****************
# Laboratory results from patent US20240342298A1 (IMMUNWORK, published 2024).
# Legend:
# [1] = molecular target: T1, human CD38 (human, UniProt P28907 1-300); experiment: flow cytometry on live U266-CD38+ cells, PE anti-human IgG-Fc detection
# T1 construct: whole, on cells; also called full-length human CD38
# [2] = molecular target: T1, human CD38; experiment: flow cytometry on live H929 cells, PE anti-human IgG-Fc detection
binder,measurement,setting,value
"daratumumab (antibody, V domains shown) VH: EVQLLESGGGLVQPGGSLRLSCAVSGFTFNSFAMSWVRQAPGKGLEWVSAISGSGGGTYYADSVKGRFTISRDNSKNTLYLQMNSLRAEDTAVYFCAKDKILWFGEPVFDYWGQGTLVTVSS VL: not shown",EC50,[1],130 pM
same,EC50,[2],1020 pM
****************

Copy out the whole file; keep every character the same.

# Laboratory results from patent US20240342298A1 (IMMUNWORK, published 2024).
# Legend:
# [1] = molecular target: T1, human CD38 (human, UniProt P28907 1-300); experiment: flow cytometry on live U266-CD38+ cells, PE anti-human IgG-Fc detection
# T1 construct: whole, on cells; also called full-length human CD38
# [2] = molecular target: T1, human CD38; experiment: flow cytometry on live H929 cells, PE anti-human IgG-Fc detection
binder,measurement,setting,value
"daratumumab (antibody, V domains shown) VH: EVQLLESGGGLVQPGGSLRLSCAVSGFTFNSFAMSWVRQAPGKGLEWVSAISGSGGGTYYADSVKGRFTISRDNSKNTLYLQMNSLRAEDTAVYFCAKDKILWFGEPVFDYWGQGTLVTVSS VL: not shown",EC50,[1],130 pM
same,EC50,[2],1020 pM